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Indy Daryl of ‘Do Hard Things’ fame shares his mowing reflections and what TNML has meant to him in 2021

Ed. note: Indy Daryl first emailed me on May 27 to mention the “little slice of life” that he and his wife had in Carmel, IN. The Thursday Night Mowing League was in its infancy. Daryl was an unknown around here. Just another American trying to get through life, raise his kids, care for his community and hopefully leave things a little better than he found them.

Little did Daryl know that five months later he’d be emailing me 3,000 words reflecting on his life and the role that mowing has played along the way. Daryl has inspired multiple readers to find their very own ‘Do Hard Things’ motivation, including OutKick copy editor Cortney who will tell me when she’s slipping in the ‘Do Hard Things’ department.

Sit back and take a minute to read about Daryl’s journey and what this summer has meant to him. Enjoy.

Indy Daryl writes:

Good evening! With the end of the inaugural season of the Thursday Night Mowing League coming up, I wanted to respond to a tweet you sent out over a month ago. I know you sent it out as a joke, deploring the need and hubris to write excessively on a mundane college football game in which few people are invested.

Yet, it stuck with me. Could 3,000 words be spilled about mowing? Or more accurately, could I write 3,000 words about mowing? I wouldn’t say it has dominated my thoughts, but my relationship with mowing has been the subject of my thoughts ever since. This thought exercise has brought so many memories about my childhood to the forefront, most of them good and some of them less so.

It has been worthwhile and enjoyable to recall all the ways in which I have been shaped by taking care of, or lack thereof, a yard. It has been a defining aspect of my life, albeit in the background, even if up until this year I hadn’t treated it with much care. So, without further adieu, I present the 4 phases of Indy Daryl’s mowing life.

Indifference

As I expect for some people but certainly not all, growing up my dad took care of the lawn duties. While he didn’t mow on Thursdays, I do distinctly remember that Tuesday was the day he came home from work and set about mowing the lawn. It was a regular occurrence and we, my siblings and I, came to expect it. In terms of actual grass, The Blue House as we call it now, had a modest front yard and very little that needed mowing in the back yard. That being said, and which will become important later, the back yard still needed a lot of tending.

My dad always, and up until last year when he and mom moved into a condo and relinquished all mowing duties, bagged the grass clippings. Which meant as he taught me his ways, and as I learned to mow his grass, I too was required to dump all the clippings into a black trash bag. I must confess, I absolutely hated and still hate bagging grass clippings. I hate how you stop mowing, remove the bag and fumble awkwardly about trying to get the clippings into whatever receptacle is waiting. It’s cumbersome and probably doubles the amount of time spent mowing (scientifically proven). It ruins any flow of mowing. Yet, for most of my life this was required. Dad expected it. And so, I begrudgingly did it.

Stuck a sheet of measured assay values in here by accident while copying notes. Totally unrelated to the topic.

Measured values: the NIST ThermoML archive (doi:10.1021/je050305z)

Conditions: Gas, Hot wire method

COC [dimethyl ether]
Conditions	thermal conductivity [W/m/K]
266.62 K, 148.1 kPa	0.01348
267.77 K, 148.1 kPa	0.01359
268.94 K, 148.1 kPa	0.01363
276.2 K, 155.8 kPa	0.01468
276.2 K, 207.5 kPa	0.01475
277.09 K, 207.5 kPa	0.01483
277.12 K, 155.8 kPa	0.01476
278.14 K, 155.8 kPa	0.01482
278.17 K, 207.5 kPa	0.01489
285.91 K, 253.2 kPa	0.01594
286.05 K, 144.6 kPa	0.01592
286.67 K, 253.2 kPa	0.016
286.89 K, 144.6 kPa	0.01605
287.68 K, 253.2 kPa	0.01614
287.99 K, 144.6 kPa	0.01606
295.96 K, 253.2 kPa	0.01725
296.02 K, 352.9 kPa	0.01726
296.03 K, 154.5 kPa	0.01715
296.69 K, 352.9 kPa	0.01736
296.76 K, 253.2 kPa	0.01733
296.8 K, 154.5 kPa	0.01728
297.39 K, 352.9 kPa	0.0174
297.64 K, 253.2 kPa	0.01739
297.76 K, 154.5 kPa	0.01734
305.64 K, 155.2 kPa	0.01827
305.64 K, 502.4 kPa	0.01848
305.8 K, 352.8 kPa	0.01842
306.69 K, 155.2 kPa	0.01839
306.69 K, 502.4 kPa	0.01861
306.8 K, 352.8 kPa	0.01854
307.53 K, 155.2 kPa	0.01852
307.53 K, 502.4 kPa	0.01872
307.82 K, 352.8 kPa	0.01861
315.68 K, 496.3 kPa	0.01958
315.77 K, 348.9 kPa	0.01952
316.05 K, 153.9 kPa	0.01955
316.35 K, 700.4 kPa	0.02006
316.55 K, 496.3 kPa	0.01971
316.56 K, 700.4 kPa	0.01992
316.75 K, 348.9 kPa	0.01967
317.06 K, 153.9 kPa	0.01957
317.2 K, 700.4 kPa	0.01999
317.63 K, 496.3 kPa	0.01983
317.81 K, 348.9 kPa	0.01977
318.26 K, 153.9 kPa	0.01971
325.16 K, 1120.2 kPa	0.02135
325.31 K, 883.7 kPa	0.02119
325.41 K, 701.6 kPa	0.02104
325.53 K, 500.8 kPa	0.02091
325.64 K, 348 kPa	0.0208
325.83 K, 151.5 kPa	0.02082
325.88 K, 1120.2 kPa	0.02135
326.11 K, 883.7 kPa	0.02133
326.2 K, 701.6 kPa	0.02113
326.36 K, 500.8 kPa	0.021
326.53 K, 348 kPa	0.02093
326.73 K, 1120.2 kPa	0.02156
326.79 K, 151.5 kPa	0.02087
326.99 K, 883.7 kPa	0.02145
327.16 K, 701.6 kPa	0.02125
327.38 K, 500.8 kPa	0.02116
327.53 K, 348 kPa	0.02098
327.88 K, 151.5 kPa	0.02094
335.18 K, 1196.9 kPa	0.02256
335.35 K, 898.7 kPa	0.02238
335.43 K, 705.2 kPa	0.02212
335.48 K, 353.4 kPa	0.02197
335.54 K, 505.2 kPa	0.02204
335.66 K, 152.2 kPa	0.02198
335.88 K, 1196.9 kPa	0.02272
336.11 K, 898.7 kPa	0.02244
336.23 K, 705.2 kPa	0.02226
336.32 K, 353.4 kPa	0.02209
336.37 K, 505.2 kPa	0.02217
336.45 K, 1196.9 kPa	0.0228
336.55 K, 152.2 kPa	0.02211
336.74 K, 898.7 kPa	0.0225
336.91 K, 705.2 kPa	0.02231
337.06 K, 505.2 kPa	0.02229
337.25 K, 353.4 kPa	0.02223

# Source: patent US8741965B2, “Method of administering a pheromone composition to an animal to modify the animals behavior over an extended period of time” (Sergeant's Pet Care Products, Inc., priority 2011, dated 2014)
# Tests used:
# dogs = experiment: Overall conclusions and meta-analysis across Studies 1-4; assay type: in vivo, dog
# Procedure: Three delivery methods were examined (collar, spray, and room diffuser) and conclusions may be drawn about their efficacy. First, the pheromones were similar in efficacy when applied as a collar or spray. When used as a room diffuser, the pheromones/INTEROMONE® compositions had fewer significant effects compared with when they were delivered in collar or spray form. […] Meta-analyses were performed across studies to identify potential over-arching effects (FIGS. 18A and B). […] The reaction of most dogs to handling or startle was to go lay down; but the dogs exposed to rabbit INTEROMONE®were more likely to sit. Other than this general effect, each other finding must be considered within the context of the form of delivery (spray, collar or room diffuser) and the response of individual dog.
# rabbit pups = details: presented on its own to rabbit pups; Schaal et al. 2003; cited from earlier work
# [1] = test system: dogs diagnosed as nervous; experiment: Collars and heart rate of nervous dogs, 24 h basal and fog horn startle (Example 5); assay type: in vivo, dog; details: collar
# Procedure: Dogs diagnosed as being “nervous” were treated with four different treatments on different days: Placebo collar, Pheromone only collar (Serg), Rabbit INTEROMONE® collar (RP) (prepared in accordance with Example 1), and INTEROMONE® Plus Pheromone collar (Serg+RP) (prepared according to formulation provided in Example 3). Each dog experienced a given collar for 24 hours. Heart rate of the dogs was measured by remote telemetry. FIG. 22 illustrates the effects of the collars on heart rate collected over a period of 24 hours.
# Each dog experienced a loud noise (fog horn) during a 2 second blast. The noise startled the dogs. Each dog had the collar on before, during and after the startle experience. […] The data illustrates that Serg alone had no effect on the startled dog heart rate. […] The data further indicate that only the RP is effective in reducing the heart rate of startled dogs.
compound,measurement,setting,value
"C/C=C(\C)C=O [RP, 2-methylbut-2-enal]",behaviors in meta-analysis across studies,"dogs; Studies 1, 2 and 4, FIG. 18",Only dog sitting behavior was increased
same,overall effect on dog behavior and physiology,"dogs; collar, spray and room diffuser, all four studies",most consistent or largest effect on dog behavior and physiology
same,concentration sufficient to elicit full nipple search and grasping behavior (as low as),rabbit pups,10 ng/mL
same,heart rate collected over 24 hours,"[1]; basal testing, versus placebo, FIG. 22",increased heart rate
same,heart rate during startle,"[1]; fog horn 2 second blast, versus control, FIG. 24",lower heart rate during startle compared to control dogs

The Blue House wasn’t our first house, but it was the first house in which I learned about mowing and specifically how challenging it can be. Our back yard, as I mentioned, still needed a lot of tending. It was rather sloped, and since we had built the house, there was no sod. My grandpa and my dad had spent a couple of weekends at some point building out a wonderfully huge, two-tiered deck. But the rest remained unfished and full of weeds. My parents having a rather rambunctious 9-year-old at this point decided that they would pay me to mow the weeds below the deck.

The weeds were tall and in my memory the slope of the ground was at least 45 degrees! I know that isn’t true, but to a 9-year-old trying to push a lawn mower it sure was hard. I distinctly remember coming up with a saying, and at the risk of embarrassing myself I’ll say it here: I would proudly look my parents in the eye and say, “I am making money AND MUSLCE!” I am not sure I made much of either that summer.

Or that the mowing I completed outweighed the huge hole my buddies and I tried to dig (trust my 9 year old self, it was huge!) But I did learn that part of life is hard work. That there will be obstacles in our way that are worth attacking. I look back on that experience with such joy: delighting in my youthful exuberance and the desire to complete something, even though it seemed nearly impossible at the time. I am not sure how many times I mowed the hill. Or if I even completed it once.

Yet, it shaped me. It lingers there in my mind as cherished memory, bringing a smile to my face, and that’s not nothing.

DISGUST

We moved on from The Blue House and into the “country” we went. My parents were fortunate enough to be able to build a wonderful house on two acres of land outside the city where they spent the next 16 years of life. Middle school occurred (that’s all I’ll say about that subject). Highschool graduations came and went (there were 4). And through it all there was the yard.

At “The Ireland House” (street name) there were two very distinct areas of the yard: the sod and the rest. The sod was at least 3x larger than that of The Blue House. And the rest, well let’s just say there was a lot. In typical dad fashion the sod portions were still mowed with a push mower, and of course the clippings had to be bagged. Fortunately, having two acres we could dump them on the planned berm area instead of getting them into a black trash bag. While initially I rejoiced at this fact, it quickly became apparent that having 3x the area of grass meant even more trips to the pile. Yes, it only furthered my
hatred of bagging clippings while mowing.

As for the rest. We eventually shared the cost of a new riding lawn mower with a family down the street. It was this task that Dad would set before me and my siblings until we left the nest. It wouldn’t occur as often, certainly not every week. But there sure was a lot to mow. And over the years I would experiment with the best ways to cut. Do I go super slow to let the blades cut as much grass as possible on each pass?